Ceroc is a brand name given to a form of Street Hustle and Rock 'n Roll, adapted for dancing to music such as Salsa, Swing and even modern Tango. Since Ceroc has roots in French Rock 'n Roll, we will also refer it to as C'est Rock or Modern Hustle.
The starting steps are simple single rhythm steps which simplifies the process of learning the dance. As dancers become more familiar with the dance and their style, they can vary the rhythm.
While most of the step patterns are based on East Coast and West Coast Swing, Jive, Street Hustle and Salsa, steps can be imported from any dance to fit the music and occasion.
Ceroc is an abbreviation of the French C'est le Roc - It's Rock. James Cronin, A. J. Cronin's grandson, is created with creating Ceroc in London, England, in 1980. Cronin picked up Ceroc while he had been living in France. There, Swing, or Rock 'n Roll, had continued to be popular dances since their introduction by US GIs after the Second World War.
On his return to England, Cronin and his brother started to promote the style of Rock that he had picked up while living in France. Within a couple of years they put together a performance group called Ceroc. in the late 80s James registered Ceroc as a trademark and non-franchisees were compelled to come up with competitive names such as Leroc, Le Jive and Modern Jive.
The teaching and class format of the Ceroc franchises has become highly structured. Even the professed informality has become part of the structure. At beginner and intermediate classes, a few experienced dancers called taxis or taxi drivers are expressly designated to dance with beginners. During the class, taxis are not permitted to dance with other experienced dancers. At Dance with a Stranger events, students must ask someone they have not danced with before. Every 30 or 40 seconds, the teachers calls out "snowball", at which time partners must change and dance with someone new.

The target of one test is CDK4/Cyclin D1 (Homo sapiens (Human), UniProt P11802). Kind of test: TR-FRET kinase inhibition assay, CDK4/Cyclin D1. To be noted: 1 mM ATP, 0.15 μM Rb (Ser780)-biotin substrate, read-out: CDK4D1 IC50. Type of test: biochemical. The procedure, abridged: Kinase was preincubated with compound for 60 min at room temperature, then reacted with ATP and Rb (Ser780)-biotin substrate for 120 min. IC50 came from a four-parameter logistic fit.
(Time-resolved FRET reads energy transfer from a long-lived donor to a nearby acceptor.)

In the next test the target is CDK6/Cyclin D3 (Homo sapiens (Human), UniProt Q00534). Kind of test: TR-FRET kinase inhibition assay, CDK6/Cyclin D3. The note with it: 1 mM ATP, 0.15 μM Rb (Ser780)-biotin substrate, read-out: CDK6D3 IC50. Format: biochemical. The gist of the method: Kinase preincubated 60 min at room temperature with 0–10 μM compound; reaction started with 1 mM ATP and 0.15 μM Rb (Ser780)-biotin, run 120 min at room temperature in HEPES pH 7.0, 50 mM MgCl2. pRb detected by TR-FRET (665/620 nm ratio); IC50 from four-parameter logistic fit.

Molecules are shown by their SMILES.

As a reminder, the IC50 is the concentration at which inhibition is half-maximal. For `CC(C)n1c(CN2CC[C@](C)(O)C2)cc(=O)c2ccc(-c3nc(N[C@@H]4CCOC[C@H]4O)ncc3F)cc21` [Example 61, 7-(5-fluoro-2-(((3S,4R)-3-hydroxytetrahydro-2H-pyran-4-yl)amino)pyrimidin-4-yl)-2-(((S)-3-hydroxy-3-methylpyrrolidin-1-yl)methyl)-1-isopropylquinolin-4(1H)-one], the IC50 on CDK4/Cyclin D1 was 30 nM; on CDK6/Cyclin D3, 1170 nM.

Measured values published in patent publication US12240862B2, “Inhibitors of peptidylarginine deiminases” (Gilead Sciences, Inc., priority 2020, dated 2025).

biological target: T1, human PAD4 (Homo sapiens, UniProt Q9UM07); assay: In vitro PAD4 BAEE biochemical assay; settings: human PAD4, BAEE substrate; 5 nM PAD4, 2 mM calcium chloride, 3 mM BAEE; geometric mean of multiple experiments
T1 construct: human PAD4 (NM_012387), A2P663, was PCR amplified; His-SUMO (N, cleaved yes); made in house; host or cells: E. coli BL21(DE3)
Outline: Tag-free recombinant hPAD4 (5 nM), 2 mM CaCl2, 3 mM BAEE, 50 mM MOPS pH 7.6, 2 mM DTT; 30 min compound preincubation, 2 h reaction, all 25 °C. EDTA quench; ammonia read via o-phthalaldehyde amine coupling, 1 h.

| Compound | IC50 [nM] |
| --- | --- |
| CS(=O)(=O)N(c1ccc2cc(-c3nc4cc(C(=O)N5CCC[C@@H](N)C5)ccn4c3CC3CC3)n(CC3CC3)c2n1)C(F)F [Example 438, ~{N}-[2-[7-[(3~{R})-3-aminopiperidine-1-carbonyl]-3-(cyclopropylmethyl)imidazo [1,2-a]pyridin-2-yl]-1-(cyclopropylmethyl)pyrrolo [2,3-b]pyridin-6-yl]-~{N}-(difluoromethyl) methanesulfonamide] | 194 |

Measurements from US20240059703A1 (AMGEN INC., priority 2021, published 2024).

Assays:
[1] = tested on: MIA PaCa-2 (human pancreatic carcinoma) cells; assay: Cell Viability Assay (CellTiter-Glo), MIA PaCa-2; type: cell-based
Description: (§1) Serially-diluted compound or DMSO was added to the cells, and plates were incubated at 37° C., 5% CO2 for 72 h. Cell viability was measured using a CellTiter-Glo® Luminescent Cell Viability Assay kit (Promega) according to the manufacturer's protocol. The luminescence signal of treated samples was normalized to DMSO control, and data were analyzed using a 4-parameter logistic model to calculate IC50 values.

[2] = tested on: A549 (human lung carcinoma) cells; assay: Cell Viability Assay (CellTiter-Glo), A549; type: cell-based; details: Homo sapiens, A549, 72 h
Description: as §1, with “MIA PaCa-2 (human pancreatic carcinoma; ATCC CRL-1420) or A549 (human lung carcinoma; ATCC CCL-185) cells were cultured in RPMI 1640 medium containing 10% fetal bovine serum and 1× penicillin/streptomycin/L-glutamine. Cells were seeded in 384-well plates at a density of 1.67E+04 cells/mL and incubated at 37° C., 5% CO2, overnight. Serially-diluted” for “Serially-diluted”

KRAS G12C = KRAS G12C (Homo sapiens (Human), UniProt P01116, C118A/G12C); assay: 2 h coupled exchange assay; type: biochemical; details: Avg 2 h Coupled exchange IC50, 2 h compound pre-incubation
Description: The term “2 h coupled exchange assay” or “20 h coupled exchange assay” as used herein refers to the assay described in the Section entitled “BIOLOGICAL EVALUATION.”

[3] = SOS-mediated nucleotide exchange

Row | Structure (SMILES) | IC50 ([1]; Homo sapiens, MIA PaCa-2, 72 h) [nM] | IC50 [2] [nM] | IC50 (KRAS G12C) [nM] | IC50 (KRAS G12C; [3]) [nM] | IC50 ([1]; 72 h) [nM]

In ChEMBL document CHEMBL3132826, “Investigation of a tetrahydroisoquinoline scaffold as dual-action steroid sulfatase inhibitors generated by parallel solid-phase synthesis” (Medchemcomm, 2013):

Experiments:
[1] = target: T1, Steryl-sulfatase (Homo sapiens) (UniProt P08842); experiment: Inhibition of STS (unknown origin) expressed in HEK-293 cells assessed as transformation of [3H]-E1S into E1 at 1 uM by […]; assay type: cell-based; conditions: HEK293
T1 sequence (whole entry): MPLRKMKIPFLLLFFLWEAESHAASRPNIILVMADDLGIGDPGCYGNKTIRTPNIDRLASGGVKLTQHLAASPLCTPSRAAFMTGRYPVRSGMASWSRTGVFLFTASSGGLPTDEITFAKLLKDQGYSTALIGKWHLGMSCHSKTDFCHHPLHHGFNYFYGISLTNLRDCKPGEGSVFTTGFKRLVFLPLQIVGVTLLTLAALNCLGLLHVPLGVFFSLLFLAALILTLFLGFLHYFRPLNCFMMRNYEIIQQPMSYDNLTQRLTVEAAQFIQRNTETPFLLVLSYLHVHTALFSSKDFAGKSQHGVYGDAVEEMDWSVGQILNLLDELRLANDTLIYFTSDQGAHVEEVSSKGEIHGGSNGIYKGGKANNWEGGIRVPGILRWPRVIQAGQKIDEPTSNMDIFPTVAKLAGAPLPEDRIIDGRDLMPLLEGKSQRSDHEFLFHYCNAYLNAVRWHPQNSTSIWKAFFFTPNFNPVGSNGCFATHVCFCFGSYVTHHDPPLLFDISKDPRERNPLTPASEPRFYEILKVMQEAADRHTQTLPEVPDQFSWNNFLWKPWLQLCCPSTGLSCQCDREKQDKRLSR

Forms and Characteristics of Ceroc / C'est Roc Dance
In one version of Ceroc / C'est Roc dancing, there are four steps starting with a walk and a rock step, there is a characteristic lowering of the body on the first step and a raising of the body on the second step. This is repeated.
Another version is loosely called Dirty Dancing Ceroc where the partners dance in close embrace in moves imported from the Lambada. Dips, drops and aerials are added for flare.
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